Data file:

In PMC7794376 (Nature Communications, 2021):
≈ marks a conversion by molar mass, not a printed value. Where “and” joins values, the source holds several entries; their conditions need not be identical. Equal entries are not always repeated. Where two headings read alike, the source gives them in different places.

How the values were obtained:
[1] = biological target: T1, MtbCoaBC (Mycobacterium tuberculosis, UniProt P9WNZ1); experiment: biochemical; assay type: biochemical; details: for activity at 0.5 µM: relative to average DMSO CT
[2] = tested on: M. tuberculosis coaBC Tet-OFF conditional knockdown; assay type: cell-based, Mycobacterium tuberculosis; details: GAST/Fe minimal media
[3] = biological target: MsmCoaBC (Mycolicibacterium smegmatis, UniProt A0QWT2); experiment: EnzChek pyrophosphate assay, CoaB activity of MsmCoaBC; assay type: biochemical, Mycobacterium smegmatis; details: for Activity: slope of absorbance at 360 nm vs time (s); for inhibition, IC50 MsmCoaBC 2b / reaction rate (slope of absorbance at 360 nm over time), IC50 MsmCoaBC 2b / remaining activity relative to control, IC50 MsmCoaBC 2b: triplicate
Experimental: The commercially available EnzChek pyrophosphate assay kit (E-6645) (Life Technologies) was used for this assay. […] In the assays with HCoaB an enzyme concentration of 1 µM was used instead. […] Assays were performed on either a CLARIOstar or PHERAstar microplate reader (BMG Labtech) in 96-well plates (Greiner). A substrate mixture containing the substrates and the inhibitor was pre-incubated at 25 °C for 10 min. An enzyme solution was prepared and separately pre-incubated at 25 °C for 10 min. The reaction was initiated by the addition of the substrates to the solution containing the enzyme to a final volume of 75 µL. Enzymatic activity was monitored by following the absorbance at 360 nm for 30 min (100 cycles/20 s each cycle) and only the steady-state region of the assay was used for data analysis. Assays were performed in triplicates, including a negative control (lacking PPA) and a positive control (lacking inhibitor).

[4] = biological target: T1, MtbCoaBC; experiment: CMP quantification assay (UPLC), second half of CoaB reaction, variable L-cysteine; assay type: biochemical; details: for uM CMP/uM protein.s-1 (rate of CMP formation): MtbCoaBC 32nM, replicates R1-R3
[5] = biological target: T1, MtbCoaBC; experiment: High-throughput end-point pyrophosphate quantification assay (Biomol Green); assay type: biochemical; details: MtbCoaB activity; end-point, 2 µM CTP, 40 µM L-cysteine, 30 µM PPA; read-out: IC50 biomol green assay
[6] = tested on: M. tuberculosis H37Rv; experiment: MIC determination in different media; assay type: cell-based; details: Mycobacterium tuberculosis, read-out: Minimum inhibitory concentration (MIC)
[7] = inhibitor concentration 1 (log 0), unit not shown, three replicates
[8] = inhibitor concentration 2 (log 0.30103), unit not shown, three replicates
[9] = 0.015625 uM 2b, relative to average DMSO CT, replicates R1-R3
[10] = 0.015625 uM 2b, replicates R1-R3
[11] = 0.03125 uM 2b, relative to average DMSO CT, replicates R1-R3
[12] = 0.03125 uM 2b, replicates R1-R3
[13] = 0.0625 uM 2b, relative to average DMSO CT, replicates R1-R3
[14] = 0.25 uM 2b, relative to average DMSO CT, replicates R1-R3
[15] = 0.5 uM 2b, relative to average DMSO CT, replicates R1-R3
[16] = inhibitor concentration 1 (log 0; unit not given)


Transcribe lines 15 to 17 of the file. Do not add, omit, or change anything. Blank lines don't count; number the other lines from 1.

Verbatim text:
[11] = 0.03125 uM 2b, relative to average DMSO CT, replicates R1-R3
[12] = 0.03125 uM 2b, replicates R1-R3
[13] = 0.0625 uM 2b, relative to average DMSO CT, replicates R1-R3